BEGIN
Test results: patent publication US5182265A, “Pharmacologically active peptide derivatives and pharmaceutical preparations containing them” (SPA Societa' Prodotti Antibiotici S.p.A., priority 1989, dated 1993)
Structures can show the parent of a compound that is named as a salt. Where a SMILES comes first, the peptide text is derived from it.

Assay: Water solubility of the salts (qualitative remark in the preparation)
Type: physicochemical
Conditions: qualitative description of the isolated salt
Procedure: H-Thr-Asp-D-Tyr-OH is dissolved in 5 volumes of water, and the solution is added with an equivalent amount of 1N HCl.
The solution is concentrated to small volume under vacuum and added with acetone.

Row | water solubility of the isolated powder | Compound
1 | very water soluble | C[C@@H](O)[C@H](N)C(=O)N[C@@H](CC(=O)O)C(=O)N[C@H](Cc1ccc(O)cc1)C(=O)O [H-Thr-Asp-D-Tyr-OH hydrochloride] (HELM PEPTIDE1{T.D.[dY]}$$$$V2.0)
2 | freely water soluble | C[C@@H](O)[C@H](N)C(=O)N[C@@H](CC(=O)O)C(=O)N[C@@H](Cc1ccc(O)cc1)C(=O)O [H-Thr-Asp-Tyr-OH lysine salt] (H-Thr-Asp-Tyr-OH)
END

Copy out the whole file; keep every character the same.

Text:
Test results: patent publication US5182265A, “Pharmacologically active peptide derivatives and pharmaceutical preparations containing them” (SPA Societa' Prodotti Antibiotici S.p.A., priority 1989, dated 1993)
Structures can show the parent of a compound that is named as a salt. Where a SMILES comes first, the peptide text is derived from it.

Assay: Water solubility of the salts (qualitative remark in the preparation)
Type: physicochemical
Conditions: qualitative description of the isolated salt
Procedure: H-Thr-Asp-D-Tyr-OH is dissolved in 5 volumes of water, and the solution is added with an equivalent amount of 1N HCl.
The solution is concentrated to small volume under vacuum and added with acetone.

Row | water solubility of the isolated powder | Compound
1 | very water soluble | C[C@@H](O)[C@H](N)C(=O)N[C@@H](CC(=O)O)C(=O)N[C@H](Cc1ccc(O)cc1)C(=O)O [H-Thr-Asp-D-Tyr-OH hydrochloride] (HELM PEPTIDE1{T.D.[dY]}$$$$V2.0)
2 | freely water soluble | C[C@@H](O)[C@H](N)C(=O)N[C@@H](CC(=O)O)C(=O)N[C@@H](Cc1ccc(O)cc1)C(=O)O [H-Thr-Asp-Tyr-OH lysine salt] (H-Thr-Asp-Tyr-OH)